[2, 5, 6],
[3, 6, 9]], dtype=np.float64)

print('A=')
print(A)
print()

# Eigenvalue and Eigenvector
values, vectors = np.linalg.eig(A)

Λ = np.diag(values)
Q = vectors

QΛQT = Q @ Λ @ Q.T

print('QΛQT=')
print(QΛQT)

Below is the output:

A=
[[1. 2. 3.]
[2. 5. 6.]
[3. 6. 9.]]

QΛQT=
[[1. 2. 3.]
[2. 5. 6.]
[3. 6. 9.]]

It’s fun to see the theory works precisely as expected.

Also, let’s check Q is an orthogonal matrix:

QQT = Q @ Q.T

print('QQT=')
print(QQT)

Below is the output:

QQT=
[[ 1.00000000e+00 5.55111512e-17 -1.80411242e-16]
[ 5.55111512e-17 1.00000000e+00 0.00000000e+00]
[-1.80411242e-16 0.00000000e+00 1.00000000e+00]]

Here we see the limitation of numerical computing. Non-diagonal elements should be 0; instead, some are very small values.

So far, we are dealing with square matrices as Eigen Decomposition works only with square matrices. Next, we’ll see SVD that works with non-square matrices.

## 7 Singular Value Decomposition

SVD exists for any matrix, even for non-square matrices.

Suppose matrix A is m×n (m ≠ n), we can still decompose matrix A as follows:

$A = U \Sigma V^\top$

• $$U$$ is an orthogonal matrix (m×m).
• $$\Sigma$$ is a diagonal matrix (m×n).
• $$V$$ is an orthogonal matrix (n×n).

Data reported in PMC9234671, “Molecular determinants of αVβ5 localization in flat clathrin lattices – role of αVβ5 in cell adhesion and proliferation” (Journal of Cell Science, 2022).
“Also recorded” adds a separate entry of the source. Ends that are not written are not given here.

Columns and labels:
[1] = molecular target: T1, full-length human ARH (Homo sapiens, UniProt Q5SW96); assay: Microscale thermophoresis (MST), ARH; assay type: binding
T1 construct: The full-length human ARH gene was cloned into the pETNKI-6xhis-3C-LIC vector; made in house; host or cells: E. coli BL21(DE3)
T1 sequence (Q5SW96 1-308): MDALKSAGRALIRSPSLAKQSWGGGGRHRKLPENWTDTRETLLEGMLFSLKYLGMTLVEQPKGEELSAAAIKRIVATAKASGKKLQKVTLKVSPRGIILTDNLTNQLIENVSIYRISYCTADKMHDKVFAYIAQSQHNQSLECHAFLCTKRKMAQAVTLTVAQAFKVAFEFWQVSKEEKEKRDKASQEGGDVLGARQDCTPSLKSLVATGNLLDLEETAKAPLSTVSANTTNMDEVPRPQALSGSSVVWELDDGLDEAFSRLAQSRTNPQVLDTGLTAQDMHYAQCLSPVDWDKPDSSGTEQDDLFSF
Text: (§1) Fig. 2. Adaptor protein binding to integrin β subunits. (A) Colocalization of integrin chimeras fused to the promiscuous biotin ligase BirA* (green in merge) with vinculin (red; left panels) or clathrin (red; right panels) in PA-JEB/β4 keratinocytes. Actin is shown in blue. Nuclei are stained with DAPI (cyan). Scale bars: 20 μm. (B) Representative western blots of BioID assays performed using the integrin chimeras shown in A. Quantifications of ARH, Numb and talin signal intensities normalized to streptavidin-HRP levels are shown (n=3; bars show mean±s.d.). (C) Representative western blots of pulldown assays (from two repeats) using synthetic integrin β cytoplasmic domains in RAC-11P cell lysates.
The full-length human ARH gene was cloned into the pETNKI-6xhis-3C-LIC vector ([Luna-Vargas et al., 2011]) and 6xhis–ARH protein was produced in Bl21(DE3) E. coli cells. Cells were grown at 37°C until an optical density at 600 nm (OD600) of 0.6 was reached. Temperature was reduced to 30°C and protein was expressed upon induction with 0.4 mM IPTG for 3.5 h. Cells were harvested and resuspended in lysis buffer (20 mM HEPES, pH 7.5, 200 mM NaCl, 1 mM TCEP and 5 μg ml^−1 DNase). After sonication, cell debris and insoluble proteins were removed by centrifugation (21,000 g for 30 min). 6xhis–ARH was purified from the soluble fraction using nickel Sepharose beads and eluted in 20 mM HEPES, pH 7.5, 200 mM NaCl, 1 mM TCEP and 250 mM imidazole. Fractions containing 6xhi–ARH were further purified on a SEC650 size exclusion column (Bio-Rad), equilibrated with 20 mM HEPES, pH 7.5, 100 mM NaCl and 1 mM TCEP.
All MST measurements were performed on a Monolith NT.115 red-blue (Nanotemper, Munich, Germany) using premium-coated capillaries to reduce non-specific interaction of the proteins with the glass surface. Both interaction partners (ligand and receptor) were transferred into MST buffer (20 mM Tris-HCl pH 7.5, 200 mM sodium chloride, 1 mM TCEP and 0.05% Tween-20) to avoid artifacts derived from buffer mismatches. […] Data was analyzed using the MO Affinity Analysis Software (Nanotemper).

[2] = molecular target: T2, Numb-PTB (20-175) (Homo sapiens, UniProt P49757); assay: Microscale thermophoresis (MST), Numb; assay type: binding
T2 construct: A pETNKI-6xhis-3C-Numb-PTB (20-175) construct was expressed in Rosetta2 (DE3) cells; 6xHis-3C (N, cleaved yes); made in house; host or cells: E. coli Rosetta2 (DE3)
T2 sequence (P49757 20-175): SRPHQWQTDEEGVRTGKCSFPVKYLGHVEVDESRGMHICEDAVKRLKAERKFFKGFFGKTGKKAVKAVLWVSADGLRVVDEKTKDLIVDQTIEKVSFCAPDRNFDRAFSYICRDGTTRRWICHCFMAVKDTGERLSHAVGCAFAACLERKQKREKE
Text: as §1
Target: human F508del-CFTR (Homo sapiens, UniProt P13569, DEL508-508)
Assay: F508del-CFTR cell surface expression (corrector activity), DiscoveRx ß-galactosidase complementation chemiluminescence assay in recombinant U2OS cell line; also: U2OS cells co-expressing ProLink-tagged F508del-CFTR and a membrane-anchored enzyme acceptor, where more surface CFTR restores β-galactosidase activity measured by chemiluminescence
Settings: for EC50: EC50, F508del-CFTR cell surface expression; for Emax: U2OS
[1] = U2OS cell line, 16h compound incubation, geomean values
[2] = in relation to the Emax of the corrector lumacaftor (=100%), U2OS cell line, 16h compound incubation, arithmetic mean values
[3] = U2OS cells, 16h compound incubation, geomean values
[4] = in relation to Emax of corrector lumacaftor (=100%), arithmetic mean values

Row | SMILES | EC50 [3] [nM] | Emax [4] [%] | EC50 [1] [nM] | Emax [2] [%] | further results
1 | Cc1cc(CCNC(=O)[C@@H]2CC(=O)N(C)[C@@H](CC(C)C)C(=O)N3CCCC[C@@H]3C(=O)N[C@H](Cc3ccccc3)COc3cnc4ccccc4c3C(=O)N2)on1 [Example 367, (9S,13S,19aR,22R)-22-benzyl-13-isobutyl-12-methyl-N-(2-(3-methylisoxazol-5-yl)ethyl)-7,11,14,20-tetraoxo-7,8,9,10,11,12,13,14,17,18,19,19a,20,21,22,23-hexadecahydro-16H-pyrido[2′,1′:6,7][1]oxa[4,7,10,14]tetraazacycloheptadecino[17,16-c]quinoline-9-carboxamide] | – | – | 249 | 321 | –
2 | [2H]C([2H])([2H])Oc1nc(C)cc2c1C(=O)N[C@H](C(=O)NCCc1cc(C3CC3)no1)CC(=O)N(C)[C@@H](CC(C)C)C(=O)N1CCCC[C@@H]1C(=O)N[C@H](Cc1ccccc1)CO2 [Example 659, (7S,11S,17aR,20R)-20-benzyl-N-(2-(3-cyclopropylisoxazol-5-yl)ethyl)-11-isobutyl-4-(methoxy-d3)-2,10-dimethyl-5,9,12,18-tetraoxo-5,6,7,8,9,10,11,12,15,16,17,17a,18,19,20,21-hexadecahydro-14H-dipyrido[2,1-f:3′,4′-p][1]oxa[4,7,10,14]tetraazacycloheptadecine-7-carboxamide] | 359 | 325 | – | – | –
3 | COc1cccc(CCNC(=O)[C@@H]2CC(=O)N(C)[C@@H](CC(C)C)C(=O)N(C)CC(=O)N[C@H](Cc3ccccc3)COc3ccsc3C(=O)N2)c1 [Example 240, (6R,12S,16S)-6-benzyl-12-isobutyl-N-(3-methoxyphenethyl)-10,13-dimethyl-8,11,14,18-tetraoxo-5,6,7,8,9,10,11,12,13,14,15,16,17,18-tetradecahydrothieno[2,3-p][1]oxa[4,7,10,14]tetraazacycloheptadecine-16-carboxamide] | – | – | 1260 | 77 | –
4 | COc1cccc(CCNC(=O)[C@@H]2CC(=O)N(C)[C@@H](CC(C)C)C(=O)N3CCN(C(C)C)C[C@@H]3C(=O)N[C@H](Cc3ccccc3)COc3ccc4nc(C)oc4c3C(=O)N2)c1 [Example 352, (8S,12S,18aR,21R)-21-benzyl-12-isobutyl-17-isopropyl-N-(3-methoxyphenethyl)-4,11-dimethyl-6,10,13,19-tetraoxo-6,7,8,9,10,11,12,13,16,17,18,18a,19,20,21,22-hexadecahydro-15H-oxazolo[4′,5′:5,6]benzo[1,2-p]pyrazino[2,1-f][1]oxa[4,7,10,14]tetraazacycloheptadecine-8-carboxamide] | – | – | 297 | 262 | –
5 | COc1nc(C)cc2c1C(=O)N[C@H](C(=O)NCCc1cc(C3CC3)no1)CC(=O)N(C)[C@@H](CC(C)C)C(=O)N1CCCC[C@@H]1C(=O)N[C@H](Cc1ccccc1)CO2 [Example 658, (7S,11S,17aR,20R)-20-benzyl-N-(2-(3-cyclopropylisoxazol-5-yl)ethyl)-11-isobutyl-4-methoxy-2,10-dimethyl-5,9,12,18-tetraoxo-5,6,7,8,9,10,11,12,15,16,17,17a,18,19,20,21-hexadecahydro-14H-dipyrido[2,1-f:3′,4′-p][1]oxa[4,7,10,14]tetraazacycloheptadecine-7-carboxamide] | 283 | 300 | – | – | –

It looks too abstract — a visualization may help:

$$\Sigma$$ has the following structure. The top-left part is a diagonal matrix with singular values (more on this later) in the diagonal elements. Other elements of $$\Sigma$$ are all zeros.

As a convention, we sort the singular values in descending order:

$\sigma_1 \ \ge \ \sigma_2 \ \ge \ \dots \ \ge \ \sigma_s \ \ge \ 0$

The number of singular values is the same as the rank of matrix A, which is the number of independent column vectors.

So, how can we create such a decomposition?

The main idea is that we make a square matrix like the one below:

$A A^\top$

or

$A^\top A$

We can choose either, but using the one with fewer elements is easier.

For example, if matrix A is 100×10,000. $$AA^T$$ is 100×100, and $$A^TA$$ is 10,000×10,000. So, I would choose $$AA^T$$. How about you?

Suppose we perform SVD on matrix A using $$AA^T$$: